“How blessed is he whose transgression is forgiven, whose sin is covered!  How blessed is the man to whom the LORD does not impute iniquity.”

As I read these verses, I thought I’d do a quick word study on the three seemingly synonymous words of transgression, sin, and iniquity.  Then, while the shovel was out, I dug up the Hebrew meanings of forgiven, covered, and impute.  That’s when the footprints emerged and, just as quickly, were filled.  I was at the beach and the waves were washing over my feet.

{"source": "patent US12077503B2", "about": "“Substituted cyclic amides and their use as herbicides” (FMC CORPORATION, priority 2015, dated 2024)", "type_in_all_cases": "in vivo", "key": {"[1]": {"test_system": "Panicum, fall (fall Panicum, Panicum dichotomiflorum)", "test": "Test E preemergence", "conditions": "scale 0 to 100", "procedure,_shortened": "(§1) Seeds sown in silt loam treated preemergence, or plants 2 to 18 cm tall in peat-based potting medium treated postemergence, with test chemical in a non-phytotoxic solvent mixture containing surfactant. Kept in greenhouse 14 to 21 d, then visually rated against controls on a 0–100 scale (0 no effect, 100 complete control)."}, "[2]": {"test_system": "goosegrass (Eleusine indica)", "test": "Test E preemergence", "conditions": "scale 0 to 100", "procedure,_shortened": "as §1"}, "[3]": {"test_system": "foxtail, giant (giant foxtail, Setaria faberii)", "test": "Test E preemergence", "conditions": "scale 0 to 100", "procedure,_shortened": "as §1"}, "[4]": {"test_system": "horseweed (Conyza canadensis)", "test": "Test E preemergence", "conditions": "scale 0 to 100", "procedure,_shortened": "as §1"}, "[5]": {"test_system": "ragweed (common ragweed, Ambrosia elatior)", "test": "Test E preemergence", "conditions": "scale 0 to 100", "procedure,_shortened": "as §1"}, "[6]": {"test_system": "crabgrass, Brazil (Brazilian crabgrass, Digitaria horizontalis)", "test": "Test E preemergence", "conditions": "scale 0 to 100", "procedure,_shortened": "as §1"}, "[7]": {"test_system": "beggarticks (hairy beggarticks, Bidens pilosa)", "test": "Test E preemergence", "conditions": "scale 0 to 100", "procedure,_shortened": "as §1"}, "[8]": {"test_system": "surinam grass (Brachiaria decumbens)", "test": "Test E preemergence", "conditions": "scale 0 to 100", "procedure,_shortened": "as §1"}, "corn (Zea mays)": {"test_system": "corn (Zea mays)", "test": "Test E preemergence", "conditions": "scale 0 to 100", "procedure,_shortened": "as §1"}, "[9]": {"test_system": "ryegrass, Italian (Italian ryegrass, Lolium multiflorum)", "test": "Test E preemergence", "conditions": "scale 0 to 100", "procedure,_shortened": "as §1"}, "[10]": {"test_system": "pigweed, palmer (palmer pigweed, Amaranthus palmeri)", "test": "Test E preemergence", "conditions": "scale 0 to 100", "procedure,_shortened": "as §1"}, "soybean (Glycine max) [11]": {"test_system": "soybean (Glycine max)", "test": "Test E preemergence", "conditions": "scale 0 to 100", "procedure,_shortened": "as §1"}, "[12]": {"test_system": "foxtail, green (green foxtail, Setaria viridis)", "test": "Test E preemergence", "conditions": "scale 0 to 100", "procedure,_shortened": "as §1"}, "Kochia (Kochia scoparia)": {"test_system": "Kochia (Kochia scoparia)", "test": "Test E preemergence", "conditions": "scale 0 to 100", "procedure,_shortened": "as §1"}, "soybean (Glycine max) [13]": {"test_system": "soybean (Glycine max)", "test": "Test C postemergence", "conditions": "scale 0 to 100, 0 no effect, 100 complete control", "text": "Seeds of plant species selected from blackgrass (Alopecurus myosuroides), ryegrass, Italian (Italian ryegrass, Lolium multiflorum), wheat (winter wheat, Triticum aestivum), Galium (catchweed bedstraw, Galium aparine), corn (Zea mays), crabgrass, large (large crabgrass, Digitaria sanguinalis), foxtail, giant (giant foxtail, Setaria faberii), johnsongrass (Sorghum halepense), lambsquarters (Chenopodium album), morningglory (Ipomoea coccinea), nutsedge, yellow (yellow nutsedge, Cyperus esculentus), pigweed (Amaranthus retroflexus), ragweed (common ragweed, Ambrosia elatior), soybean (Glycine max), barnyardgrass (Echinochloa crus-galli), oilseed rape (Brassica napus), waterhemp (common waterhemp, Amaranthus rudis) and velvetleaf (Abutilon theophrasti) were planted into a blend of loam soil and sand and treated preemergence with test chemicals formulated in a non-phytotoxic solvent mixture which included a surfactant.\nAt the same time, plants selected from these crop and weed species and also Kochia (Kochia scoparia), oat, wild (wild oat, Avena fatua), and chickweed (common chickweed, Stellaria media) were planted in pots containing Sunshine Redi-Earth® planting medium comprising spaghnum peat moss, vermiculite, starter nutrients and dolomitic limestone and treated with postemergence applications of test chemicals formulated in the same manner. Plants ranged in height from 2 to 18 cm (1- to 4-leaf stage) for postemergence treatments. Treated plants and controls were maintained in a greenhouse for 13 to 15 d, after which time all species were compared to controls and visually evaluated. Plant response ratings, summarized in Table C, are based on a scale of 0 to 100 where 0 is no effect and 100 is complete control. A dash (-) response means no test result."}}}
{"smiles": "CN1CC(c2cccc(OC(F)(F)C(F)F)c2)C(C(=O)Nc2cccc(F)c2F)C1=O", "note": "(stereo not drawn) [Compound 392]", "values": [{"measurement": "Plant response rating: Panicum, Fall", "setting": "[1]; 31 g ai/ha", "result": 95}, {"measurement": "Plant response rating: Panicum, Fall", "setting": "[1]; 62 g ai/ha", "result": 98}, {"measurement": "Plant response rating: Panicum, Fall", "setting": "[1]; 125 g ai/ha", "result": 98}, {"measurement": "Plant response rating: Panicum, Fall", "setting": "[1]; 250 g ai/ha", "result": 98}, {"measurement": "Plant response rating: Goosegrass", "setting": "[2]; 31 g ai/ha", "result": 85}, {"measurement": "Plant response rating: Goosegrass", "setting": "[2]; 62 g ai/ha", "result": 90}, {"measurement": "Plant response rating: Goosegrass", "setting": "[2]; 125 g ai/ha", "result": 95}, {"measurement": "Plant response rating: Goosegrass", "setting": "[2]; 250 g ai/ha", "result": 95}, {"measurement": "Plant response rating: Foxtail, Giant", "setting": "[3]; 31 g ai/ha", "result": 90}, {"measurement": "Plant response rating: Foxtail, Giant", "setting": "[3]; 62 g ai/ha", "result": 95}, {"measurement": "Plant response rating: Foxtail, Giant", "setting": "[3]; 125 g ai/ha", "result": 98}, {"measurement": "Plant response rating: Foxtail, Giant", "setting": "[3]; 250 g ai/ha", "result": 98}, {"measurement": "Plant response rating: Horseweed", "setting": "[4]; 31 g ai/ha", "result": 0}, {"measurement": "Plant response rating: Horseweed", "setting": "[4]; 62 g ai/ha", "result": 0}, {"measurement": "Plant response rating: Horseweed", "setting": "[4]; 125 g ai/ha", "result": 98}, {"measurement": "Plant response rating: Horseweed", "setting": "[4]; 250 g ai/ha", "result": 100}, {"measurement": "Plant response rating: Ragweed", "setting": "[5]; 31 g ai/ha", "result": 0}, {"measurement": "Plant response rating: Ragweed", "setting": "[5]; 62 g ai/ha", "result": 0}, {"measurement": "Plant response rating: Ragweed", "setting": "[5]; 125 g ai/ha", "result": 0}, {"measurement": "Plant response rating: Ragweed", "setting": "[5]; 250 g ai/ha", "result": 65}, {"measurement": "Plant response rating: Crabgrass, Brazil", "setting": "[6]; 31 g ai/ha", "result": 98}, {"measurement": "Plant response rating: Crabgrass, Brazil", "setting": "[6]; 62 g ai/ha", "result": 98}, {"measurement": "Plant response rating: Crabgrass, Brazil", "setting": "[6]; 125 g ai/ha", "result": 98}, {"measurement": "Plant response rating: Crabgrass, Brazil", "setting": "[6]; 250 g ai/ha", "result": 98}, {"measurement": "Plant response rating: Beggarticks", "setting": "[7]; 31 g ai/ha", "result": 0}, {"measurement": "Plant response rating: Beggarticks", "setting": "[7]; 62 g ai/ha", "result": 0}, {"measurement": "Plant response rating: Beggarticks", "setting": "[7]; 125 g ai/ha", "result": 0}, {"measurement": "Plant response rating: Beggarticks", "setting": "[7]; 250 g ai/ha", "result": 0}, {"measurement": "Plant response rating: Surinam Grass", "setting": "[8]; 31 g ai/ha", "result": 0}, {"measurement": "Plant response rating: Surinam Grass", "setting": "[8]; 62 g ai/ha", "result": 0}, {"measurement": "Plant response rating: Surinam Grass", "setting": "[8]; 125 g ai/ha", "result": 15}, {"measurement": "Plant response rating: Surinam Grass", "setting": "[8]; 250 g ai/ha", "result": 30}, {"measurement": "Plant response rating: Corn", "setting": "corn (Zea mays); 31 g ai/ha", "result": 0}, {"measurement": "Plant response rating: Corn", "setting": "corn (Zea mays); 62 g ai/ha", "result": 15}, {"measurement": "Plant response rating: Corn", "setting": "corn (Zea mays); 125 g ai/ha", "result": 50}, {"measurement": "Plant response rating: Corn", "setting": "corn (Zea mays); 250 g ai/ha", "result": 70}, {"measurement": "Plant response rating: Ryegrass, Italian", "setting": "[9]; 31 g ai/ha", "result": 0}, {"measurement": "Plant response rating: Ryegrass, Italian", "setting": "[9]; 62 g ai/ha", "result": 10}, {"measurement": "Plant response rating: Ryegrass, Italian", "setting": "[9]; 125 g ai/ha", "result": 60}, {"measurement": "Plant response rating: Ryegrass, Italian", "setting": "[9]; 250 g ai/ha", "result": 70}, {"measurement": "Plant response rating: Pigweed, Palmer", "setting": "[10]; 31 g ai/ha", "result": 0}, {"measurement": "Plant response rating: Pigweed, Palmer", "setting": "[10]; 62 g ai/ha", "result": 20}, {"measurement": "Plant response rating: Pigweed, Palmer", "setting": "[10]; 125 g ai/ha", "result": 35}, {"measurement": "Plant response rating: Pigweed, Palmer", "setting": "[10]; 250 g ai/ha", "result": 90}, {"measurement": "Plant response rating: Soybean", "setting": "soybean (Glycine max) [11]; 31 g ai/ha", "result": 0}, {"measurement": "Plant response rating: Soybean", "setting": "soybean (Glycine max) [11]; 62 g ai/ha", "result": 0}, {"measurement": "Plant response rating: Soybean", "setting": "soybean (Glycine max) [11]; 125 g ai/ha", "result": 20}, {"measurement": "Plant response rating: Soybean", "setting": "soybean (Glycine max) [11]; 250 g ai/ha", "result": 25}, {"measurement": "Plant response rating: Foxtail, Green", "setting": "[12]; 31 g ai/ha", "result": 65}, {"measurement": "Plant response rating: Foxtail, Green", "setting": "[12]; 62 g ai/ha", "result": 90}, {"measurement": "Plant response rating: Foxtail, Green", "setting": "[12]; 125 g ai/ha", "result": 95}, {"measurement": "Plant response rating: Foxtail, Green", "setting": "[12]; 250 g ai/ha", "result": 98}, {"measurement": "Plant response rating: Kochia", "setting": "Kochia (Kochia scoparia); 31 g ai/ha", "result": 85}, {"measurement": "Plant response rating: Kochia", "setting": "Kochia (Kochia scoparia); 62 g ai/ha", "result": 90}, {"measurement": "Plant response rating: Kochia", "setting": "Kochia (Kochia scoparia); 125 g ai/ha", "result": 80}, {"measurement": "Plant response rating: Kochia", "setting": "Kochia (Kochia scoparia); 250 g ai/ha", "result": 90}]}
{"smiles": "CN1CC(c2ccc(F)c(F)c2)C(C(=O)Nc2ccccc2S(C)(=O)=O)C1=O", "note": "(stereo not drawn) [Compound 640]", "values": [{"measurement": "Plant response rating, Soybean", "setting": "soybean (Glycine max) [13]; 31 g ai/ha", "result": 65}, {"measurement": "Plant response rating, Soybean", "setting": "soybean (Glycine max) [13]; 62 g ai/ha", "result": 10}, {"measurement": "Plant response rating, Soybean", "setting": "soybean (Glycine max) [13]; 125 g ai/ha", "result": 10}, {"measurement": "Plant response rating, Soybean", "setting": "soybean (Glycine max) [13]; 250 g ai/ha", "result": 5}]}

In the verses written above, transgressions are forgiven, sins are covered, and iniquities are not imputed.  As I sought out the original Hebrew meaning for these words, I learned that transgressions are rebellions, sins are offenses, and iniquities are deliberate acts of evil.  With each word, the intensity of the deed increased.  Then, when looking up the “filling” for each of these wrongdoings, I discovered forgiven means to take away, covered means to fill up the hollows, and impute means to devise.  Just as footprints in the sand are quickly covered by the incoming waves, so too are each of these wrongs completely filled by the waters of God’s love.  Where the imprints of rebellion are evident, God’s mercy carries them away; where the hollows of offenses are revealed, God’s grace fills them in; and where the tracks of evil are etched, God’s redemption does not allow them to remain.